Early in 1975, as preliminary results of the Climatic Impact Assessment Program (CIAP) conducted in the U.S.A. were beginning to appear, there occurred a surge of public concern about possible partial destruction of the earth's stratospheric ozone layer by anthropogenic pollutants such as nitrogen oxides (NOx) emitted from supersonic jet aircraft, NOx released photochemically from nitrous oxide (N2O) derived from bacterial denitrificotion of fertilizers, and the industrially produced chlorofluoromethanes CCl2F2 and CCl3F. A reduction of stratospheric ozone, which strongly absorbs solar ultraviolet radiation, would increase the amount of biologically active (UV-B) radiation received at the ground, with possibly harmful effects to humans, animals, and crops. Also, because the temperature of the stratosphere is largely maintained by a balance between absorption of solar ultraviolet radiation by ozone and emission of atmospheric infrared radiation by ozone, carbon dioxide and water vapor, a reduction in stratospheric ozone would cause changes in heating rates leading to changes in the temperature distribution within the stratosphere and possibly the troposphere. Such temperature changes would probably have an effect on the pattern of atmospheric circulation, and hence on weather and climate.

          In recognition of a pressing need for a coordinated international program under the leadership of the WMO to monitor and study all aspects of the stratospheric environment relevant to ozone, the Secretary-General arranged a meeting of the CAS Working Group on Stratospheric and Mesospheric Problems in September 1975. In addition to drafting a statement, entitled "Modification of the ozone layer due to human activities and some possible geological consequences" (Annex I to Report EC-XXVIII), the Group prepared an outline of a proposed coordinated international monitoring and research program on the composition of the stratosphere. After further elaboration by an ad hoc group of experts in January 1976, this proposal was approved in Resolution 8 (EC-XXVIII) as the Global Ozone Research and Monitoring Project.

          Recognizing the important environmental aspects of the problem, UNEP sponsored a meeting of experts in March 1977, and agreed to provide some support for WMO activities. The outcome of the meeting was an agreed World Plan of Action on the Ozone Layer in which WMO was designated as the lead agency in work connected with the monitoring of ozone, relevant atmospheric trace gas species, and UV-B radiation, and in research into the overall problem of inadvertent modification of the ozone layer by man.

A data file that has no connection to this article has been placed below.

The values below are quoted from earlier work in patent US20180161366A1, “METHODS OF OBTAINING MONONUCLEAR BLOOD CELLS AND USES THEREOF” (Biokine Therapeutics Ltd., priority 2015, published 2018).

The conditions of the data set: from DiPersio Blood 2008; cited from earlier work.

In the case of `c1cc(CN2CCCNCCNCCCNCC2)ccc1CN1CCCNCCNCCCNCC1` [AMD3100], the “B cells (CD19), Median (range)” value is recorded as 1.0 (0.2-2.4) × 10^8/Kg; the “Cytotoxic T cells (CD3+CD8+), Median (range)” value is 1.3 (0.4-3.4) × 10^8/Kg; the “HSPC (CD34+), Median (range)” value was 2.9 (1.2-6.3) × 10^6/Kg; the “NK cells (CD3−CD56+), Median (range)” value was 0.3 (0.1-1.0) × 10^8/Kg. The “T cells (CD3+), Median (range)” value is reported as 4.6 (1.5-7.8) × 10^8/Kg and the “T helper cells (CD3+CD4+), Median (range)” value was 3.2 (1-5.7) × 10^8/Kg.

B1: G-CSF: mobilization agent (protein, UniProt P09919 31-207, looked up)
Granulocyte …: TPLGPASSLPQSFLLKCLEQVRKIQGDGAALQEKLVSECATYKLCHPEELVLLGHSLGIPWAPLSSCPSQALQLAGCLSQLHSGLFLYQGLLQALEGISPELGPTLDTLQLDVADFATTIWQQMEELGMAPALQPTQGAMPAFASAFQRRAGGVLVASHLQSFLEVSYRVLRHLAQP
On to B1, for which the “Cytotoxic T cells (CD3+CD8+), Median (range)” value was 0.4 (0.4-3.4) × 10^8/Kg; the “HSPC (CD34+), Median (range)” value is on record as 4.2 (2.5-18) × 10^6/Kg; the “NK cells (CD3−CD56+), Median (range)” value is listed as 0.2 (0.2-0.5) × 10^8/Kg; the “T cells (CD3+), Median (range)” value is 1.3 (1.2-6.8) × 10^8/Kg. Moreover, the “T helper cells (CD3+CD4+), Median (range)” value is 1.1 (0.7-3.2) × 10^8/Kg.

Within the WMO Global Ozone Research and Monitoring Project, high priority was given to the furtherance of global total ozone monitoring with Dobson ozone spectrophotometers for the purpose of determining hemispheric and world ozone trends as well as to provide "ground truth" for satellite ozone observations. While an operational, global Dobson instrument station network was already in existence, largely because of the pioneering work of G. M. B. Dobson of Oxford, England, and the promotional activities and guidance provided by the WMO and the International Ozone Commission since the International Geophysical Year (1957-1959), improvements were needed in geographical coverage as well as standardization and uniform calibration of instruments. With the collaboration of experts from the U S.A. and Canada, action was taken to improve the network of Dobson spectrophotometer stations. A World Standard Dobson Ozone Spectrophotometer was established at the NOAA Laboratories in Boulder, Colorado, and a number of instruments at key network locations were modernized and recalibrated. A number of Dobson comparisons have been carried out during the past few years. The first in Belsk (Poland) in 1974; a comparison of Dobson spectrophotometers from eight countries in Boulder in August 1977, a two-phase intercomparison for instruments from RA VI, Arosa, Switzerland in August 1978 and in Potsdam, German Democratic Republic in June 1979. In association with these efforts, preparation of this manual was undertaken so that operations at the global total ozone station network might be updated, improved and standardized.

  W. D. Komhyr
NOAA/ERL, Boulder
Colorado, U. S. A.

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